Emphasis mine. He never suggested that violent overthrow was the reasonable first course of action. Revolution is always a last resort, when all other means are no longer available.

Regarding insurrections:

"In a country whose constitution is derived from the will of the people directly expressed by their free suffrages, where the principal executive functionaries and those of the legislature are renewed by them at short periods, where under the character of jurors they exercise in person the greatest portion of the judiciary powers, where the laws are consequently so formed and administered as to bear with equal weight and favor on all, restraining no man in the pursuits of honest industry and securing to every one the property which that acquires, it would not be supposed that any safeguards could be needed against insurrection or enterprise on the public peace or authority. The laws, however, aware that these should not be trusted to moral restraints only, have wisely provided punishments for these crimes when committed." --Thomas Jefferson, Sixth Annual Message, 1806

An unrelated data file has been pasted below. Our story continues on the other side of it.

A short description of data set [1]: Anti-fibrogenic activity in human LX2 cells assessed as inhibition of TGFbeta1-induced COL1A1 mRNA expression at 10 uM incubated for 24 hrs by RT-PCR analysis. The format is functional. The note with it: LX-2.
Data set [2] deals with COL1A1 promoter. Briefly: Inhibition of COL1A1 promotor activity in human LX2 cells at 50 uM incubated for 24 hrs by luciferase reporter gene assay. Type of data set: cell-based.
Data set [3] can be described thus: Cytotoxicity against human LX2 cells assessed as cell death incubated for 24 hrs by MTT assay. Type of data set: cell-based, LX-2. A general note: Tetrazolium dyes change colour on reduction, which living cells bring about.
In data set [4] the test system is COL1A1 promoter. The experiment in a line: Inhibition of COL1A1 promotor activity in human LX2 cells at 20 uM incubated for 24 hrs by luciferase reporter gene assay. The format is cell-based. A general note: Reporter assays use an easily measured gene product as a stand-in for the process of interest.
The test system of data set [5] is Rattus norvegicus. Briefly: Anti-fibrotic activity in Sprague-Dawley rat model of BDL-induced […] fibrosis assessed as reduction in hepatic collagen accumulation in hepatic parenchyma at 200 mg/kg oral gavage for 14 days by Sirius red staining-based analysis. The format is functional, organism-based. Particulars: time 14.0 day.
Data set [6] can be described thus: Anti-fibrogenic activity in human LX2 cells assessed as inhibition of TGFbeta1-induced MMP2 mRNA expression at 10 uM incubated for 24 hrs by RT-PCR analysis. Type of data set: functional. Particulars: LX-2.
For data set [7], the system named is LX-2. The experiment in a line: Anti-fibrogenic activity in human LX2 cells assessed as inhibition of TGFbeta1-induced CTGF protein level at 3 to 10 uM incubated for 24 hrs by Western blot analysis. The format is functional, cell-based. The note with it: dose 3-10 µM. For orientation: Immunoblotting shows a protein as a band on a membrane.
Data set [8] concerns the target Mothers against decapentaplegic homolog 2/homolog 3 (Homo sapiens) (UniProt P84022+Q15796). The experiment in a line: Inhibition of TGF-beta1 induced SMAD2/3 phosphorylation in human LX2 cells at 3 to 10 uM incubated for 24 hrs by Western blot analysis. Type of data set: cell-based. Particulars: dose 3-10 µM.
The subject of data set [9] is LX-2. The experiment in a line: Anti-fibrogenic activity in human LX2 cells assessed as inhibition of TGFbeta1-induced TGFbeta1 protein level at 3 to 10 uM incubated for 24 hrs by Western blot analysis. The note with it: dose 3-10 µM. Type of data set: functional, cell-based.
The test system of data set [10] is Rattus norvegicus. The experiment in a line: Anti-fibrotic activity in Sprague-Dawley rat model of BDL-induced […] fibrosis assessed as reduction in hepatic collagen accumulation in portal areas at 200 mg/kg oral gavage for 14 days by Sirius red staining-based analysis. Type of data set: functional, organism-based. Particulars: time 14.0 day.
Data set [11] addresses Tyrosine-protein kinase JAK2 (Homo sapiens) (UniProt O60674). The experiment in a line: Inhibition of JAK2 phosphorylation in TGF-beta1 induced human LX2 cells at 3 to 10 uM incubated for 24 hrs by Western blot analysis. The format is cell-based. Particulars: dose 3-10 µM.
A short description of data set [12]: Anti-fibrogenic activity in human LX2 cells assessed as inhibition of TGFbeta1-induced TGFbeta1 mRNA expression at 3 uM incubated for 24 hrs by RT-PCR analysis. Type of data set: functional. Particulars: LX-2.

"We fear that [violations of the Constitution] may produce insurrection. Nothing could be so fatal. Anything like force [used against the violators] would check the progress of the public opinion and rally them round the government. This is not the kind of opposition the American people will permit. But keep away all show of force and they will bear down the evil propensities of the government by the constitutional means of election and petition." --Thomas Jefferson, 1799